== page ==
A sweeping plan to create a connected witness protection program across the Caribbean overseas territories and Bermuda has fallen apart and now Cayman must move forward with its own legislation to shield people who testify against criminals, Attorney General Sam Bulgin said Monday.
Lawmakers approved changes to the Justice Protection Law, 2008, on Monday that will separate witness protection responsibilities into two areas: A protection program to be managed by the office of the Director of Public Prosecutions and an investigative agency to look into cases where witnesses might need protecting, to be run by the Royal Cayman Islands Police Service.
Both programs, now managed on a case-by-case basis by police, need the backing of current law to protect them from potential human rights claims, the attorney general said. Also, Mr. Bulgin noted that the earlier legislation was written at a time when it was envisaged that local police would be able to send witnesses to other overseas territories for safekeeping.
“That initiative stalled, if I might put it that way,” Mr. Bulgin said.
There may still be cases where sending a protected witness overseas is desired, but those agreements will be worked out on an as-needed basis, Mr. Bulgin said. In many cases, the overseas territories will not accept a witness who himself has a criminal record, he said. In others, the witness may not wish to be away from his or her Cayman family for any length of time.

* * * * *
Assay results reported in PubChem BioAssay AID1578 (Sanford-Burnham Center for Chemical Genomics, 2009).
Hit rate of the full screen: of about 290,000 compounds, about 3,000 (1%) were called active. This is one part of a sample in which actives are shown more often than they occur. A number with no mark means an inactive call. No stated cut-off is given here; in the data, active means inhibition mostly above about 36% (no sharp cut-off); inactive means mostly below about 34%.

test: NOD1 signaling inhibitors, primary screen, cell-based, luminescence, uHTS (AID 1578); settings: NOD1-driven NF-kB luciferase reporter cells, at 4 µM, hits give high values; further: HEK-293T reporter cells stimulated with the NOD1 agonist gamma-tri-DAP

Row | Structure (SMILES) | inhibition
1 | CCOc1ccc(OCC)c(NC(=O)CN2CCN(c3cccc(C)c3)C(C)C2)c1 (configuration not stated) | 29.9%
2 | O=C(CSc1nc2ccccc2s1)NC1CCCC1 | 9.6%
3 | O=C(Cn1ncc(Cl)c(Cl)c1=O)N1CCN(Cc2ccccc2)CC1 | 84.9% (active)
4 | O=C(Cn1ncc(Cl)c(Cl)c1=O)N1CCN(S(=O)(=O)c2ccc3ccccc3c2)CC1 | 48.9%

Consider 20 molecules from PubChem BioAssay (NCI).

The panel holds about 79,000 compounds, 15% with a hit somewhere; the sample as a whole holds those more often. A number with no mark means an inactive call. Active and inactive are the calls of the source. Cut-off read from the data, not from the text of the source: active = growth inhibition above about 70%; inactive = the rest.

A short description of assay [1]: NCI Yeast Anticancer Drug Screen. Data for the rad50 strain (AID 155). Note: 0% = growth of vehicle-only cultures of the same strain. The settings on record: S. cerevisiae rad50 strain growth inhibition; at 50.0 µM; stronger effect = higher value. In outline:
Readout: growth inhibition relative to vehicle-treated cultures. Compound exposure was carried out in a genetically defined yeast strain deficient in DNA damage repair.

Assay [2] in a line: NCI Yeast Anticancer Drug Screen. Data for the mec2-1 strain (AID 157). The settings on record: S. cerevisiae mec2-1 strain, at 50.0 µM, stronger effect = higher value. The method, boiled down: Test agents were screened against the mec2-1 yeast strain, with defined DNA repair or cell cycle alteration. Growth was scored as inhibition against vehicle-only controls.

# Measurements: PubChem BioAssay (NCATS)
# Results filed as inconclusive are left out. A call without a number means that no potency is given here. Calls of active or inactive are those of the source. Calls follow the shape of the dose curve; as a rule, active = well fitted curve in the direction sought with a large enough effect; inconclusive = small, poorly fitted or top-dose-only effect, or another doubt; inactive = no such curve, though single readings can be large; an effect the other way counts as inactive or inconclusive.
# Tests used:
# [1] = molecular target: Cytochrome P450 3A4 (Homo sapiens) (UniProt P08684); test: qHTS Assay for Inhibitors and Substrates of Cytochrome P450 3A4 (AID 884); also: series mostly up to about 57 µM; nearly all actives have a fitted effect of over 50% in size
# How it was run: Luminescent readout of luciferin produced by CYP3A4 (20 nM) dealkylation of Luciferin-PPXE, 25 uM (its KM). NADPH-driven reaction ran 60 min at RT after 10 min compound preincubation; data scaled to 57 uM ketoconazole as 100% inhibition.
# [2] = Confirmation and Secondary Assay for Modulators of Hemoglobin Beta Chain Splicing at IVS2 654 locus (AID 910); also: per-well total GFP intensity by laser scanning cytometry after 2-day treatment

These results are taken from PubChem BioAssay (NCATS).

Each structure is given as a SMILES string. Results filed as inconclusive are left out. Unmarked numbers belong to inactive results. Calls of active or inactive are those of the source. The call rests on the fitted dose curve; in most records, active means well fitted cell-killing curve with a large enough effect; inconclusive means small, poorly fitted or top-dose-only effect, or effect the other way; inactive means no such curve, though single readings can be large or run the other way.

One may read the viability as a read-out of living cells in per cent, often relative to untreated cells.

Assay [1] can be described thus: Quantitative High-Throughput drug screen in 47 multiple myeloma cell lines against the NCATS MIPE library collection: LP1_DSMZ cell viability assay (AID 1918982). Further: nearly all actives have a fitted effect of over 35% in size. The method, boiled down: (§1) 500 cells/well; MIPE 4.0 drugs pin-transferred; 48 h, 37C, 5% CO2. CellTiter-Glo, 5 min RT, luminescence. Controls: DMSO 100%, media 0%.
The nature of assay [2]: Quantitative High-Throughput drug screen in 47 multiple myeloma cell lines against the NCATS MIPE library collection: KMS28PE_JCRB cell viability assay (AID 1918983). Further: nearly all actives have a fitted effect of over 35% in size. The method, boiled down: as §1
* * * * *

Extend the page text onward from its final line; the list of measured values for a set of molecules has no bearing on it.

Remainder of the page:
The amended legislation approved on Monday allows for witness protection in new types of criminal investigations including assaults, arsons, threats to life and corruption-related probes. Previously, the legislation set a much narrower definition on which criminal investigations qualified for witness protection measures.
Mr. Bulgin said the RCIPS had maintained the program in an ad-hoc fashion “with great effectiveness,” but that the police could not be expected to do so any longer, with the arrival of human rights legislation.
“There is a need for a far more structured arrangement,” he said.
Lawmakers unanimously approved a second reading of the bill Monday following debate. A formal third reading of the bill and its signature by the governor is still required prior to it becoming law.
Cayman Islands Summary Court judges, known as magistrates, will no longer be paid or receive pensions as civil servants, Deputy Governor Franz Manderson said Monday.
Lawmakers approved the Judges Emoluments and Allowances (Amendment) Bill, 2016, for the first time placing court magistrates on their own pay scales and under the judicial retirement plan.
“This is an important step in ensuring the independence of all members of our judiciary,” Mr. Manderson said.
Once the legislation receives a formal third reading and is signed by the governor, magistrates will be in the same retirement scheme as Grand Court judges.